Overlay networks monitoring
Fraiwan, Mohammad (2008) Overlay networks monitoring. PhD thesis, Iowa State University.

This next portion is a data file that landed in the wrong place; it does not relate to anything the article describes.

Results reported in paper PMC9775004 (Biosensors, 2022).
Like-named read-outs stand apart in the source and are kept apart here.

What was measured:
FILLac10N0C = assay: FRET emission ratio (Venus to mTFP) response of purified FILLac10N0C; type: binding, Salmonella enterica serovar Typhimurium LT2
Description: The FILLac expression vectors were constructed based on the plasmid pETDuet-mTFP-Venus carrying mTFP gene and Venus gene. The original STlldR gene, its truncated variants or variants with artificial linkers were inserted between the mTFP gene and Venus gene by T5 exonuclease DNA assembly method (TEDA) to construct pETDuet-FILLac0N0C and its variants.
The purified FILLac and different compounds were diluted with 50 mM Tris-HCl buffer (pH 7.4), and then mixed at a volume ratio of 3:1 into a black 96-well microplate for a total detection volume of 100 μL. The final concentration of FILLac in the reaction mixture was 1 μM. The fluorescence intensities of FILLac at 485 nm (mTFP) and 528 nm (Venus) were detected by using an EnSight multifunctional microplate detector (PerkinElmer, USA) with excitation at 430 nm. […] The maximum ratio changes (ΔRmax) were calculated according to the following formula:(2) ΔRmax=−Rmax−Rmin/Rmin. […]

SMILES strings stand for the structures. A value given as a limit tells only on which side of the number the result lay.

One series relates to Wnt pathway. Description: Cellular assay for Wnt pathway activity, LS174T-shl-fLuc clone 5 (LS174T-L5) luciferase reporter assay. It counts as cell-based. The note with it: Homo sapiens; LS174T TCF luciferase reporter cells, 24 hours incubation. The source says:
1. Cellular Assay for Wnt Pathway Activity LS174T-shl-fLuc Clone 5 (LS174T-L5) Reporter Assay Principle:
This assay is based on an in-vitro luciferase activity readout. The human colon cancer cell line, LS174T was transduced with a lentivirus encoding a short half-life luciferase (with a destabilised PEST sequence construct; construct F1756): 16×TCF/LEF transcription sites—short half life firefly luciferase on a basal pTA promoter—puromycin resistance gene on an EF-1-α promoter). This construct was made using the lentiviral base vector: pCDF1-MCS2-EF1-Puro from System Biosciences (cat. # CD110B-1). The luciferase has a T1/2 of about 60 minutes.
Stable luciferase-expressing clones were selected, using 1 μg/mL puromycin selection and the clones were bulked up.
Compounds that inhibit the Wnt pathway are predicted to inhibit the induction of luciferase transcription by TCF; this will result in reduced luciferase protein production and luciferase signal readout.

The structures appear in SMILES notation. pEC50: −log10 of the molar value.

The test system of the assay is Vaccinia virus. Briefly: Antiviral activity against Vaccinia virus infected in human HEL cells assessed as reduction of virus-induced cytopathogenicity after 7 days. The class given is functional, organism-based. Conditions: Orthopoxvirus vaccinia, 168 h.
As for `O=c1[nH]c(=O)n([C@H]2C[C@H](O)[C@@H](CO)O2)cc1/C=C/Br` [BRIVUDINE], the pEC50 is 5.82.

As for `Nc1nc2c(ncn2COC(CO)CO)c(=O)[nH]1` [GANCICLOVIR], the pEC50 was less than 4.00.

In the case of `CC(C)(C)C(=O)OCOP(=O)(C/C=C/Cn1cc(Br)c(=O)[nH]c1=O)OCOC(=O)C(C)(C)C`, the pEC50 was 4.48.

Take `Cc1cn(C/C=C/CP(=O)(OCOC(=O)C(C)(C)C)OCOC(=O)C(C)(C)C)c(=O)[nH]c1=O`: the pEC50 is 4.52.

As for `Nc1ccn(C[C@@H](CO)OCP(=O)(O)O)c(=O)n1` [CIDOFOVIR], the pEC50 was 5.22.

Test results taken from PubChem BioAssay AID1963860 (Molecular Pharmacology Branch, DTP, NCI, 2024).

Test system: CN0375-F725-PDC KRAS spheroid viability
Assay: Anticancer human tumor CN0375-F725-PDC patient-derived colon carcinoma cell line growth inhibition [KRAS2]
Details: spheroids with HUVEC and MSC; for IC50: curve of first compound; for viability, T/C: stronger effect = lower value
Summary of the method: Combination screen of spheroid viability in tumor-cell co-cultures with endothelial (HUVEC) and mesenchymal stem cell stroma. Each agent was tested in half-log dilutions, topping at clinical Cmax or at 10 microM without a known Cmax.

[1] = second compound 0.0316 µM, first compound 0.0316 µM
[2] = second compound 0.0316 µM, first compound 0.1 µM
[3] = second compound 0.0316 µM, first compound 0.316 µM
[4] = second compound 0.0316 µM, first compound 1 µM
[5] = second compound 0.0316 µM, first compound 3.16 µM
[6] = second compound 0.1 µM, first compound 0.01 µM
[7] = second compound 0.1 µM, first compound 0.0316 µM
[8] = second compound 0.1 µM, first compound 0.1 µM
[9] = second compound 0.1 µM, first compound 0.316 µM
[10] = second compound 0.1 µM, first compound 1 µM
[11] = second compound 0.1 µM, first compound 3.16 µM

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The phenomenal growth of the Internet and its entry into many aspects of daily life has led to a great dependency on its services. Multimedia and content distribution applications (e.g., video streaming, online gaming, VoIP) require Quality of Service (QoS) guarantees in terms of bandwidth, delay, loss, and jitter to maintain a certain level of performance. Moreover, E-commerce applications and retail websites are faced with increasing demand for better throughput and response time performance. The most practical way to realize such applications is through the use of overlay networks, which are logical networks that implement service and resource management functionalities at the application layer. Overlays offer better deployability, scalability, security, and resiliency properties than network layer based implementation of services. Network monitoring and routing are among the most important issues in the design and operation of overlay networks. Accurate monitoring of QoS parameters is a challenging problem due to: (i) unbounded link stress in the underlying IP network, and (ii) the conflict in measurements caused by spatial and temporal overlap among measurement tasks. In this context, the focus of this dissertation is on the design and evaluation of efficient QoS monitoring and fault location algorithms using overlay networks. First, the issue of monitoring accuracy provided by multiple concurrent active measurements is studied on a large-scale overlay test-bed (PlanetLab), the factors affecting the accuracy are identified, and the measurement conflict problem is introduced. Then, the problem of conducting conflict-free measurements is formulated as a scheduling problem of real-time tasks, its complexity is proven to be NP-hard, and efficient heuristic algorithms for the problem are proposed. Second, an algorithm for minimizing monitoring overhead while controlling the IP link stress is proposed. Finally, the use of overlay monitoring to locate IP links' faults is investigated. Specifically, the problem of designing an overlay network for verifying the location of IP links' faults, under cost and link stress constraints, is formulated as an integer generalized flow problem, and its complexity is proven to be NP-hard. An optimal polynomial time algorithm for the relaxed problem (relaxed link stress constraints) is proposed. A combination of simulation and experimental studies using real-life measurement tools and Internet topologies of major ISP networks is conducted to evaluate the proposed algorithms. The studies show that the proposed algorithms significantly improve the accuracy and link stress of overlay monitoring, while incurring low overheads. The evaluation of fault location algorithms show that fast and highly accurate verification of faults can be achieved using overlay monitoring. In conclusion, the holistic view taken and the solutions developed for network monitoring provide a comprehensive framework for the design, operation, and evolution of overlay networks.
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